The indigenous are on the front lines of climate change, vulnerable to every disturbance in the ecosystem they’ve depended on for millennia. No longer able to hunt and fish during “usual” times, given the extreme weather patterns and an ever changing climate, they must travel to cities to purchase supplemental food for survival.
The Yawanawá suffered a devastating flood in the Fall of 2014, which destroyed 7 of 8 villages and jeopardized the Mariri Festival, a centuries old celebration of Yawanawá culture and spirituality. IC’s collaboration with the Women’s Cooperative helped finance the 2015 Mariri Festival and keep the centuries old tradition alive.Learn More
Why Indigenous People’s Need Money?
This is a question I asked myself while on a 6-hour canoe ride, going deeper into the Amazon jungle than most would feel comfortable with… our destination? The Village of Mutum. Each of us making the days long journey to meet the Yawanawá tribe, certainly felt a strong call to venture into the heart of the forest of Acre, Brazil, but I still had no idea what we could possibly “do” other than enjoy the exotic location and experience a reconnection with Nature that can only be described as- deeply spiritual.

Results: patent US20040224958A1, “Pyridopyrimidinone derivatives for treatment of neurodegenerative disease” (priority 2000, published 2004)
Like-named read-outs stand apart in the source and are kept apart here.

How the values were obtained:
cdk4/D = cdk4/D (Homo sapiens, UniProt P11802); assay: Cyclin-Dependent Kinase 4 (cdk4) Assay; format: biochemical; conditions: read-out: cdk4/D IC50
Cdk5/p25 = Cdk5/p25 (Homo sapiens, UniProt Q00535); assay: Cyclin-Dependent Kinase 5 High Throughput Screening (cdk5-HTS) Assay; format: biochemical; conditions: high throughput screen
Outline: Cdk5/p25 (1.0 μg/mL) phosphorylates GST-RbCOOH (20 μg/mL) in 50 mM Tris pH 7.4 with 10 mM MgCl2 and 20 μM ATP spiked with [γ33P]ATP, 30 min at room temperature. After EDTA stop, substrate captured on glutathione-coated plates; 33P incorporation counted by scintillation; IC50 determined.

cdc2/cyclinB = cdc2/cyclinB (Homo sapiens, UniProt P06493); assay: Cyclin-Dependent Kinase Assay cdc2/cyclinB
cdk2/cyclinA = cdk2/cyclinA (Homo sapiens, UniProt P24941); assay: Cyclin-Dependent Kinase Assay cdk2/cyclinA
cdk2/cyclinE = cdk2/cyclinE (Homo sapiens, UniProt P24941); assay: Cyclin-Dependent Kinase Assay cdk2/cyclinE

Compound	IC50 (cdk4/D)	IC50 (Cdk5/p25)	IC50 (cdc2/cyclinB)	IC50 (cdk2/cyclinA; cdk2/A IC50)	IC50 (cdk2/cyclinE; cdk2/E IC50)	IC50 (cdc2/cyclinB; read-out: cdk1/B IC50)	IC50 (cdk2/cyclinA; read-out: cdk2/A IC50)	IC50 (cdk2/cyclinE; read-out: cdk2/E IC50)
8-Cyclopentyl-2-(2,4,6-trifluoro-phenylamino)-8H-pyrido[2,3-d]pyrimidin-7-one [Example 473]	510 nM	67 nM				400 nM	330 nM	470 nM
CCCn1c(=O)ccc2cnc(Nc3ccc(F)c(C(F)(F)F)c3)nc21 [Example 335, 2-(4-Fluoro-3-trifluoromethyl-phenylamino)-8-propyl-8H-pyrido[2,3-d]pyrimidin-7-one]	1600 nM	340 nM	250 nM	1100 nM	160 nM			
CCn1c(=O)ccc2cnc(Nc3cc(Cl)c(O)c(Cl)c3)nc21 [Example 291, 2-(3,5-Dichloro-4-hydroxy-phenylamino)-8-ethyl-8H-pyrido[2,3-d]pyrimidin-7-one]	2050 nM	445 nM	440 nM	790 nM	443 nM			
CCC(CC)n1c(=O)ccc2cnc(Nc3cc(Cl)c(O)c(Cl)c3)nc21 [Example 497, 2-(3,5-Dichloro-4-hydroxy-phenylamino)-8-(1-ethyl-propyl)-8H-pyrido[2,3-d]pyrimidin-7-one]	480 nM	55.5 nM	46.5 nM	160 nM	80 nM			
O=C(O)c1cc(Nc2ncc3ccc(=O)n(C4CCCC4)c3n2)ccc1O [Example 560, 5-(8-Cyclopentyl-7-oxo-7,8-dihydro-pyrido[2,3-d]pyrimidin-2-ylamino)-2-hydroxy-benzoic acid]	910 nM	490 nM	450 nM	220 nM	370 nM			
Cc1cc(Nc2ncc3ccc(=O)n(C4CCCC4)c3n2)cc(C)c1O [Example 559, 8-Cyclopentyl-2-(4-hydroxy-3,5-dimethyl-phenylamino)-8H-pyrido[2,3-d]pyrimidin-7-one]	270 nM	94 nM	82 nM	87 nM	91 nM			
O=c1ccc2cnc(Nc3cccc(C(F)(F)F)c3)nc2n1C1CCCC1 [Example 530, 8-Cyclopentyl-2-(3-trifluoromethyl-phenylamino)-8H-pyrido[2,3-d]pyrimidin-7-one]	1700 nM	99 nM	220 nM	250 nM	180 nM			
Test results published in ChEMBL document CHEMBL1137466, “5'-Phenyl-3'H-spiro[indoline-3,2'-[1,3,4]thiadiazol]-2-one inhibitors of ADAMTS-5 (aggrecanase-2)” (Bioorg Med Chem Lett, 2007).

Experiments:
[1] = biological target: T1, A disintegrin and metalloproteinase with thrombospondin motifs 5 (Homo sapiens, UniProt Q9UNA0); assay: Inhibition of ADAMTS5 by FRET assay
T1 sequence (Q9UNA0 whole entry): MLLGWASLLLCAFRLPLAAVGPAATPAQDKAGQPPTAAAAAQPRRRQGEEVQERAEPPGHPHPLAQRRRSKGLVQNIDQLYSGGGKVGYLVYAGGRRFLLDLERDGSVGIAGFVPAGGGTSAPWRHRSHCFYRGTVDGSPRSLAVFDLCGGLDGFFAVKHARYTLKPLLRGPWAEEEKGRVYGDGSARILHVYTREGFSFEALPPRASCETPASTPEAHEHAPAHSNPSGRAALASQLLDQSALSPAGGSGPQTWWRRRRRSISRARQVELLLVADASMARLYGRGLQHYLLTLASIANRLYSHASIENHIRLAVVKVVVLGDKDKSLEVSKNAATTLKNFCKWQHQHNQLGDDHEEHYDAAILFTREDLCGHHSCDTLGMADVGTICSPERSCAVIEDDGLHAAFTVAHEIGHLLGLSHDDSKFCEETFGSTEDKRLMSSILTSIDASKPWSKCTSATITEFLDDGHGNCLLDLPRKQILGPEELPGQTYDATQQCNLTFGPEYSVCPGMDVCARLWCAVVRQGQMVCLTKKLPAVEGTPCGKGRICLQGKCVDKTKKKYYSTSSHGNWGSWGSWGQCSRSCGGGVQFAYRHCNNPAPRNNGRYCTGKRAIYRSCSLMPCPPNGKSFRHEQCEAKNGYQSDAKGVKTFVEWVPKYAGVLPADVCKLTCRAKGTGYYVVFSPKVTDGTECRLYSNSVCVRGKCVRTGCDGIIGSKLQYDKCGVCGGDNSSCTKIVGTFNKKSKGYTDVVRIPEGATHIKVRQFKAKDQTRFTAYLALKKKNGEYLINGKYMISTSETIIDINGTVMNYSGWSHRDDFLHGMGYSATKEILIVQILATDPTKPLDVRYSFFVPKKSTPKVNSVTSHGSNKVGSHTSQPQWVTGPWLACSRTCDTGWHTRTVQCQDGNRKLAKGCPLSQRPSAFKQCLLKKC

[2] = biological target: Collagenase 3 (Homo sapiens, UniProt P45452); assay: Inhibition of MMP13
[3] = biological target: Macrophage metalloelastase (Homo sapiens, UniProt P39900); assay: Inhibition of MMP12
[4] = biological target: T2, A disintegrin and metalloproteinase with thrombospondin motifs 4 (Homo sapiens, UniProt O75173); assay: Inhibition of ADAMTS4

Over 100 women, many of whom are the primary income providers of their household, were empowered through the alliance. Together we’ve generated tens of thousands of dollars each year, to purchase canoes, chickens, medical supplies, hunting riffles, food supplements, and other basic necessities for the community.
The single most effective way to reduce carbon emissions is to protect the rainforest that still exists. Protecting the Amazon is more effective than current worldwide efforts to reduce industrial emissions and install alternative energy sources combined.
The absolute best way to protect the Amazon rainforest is to empower the Indigenous People that have lived there, in harmony with nature for thousands years, to continue to thrive as natural guardians of their environment.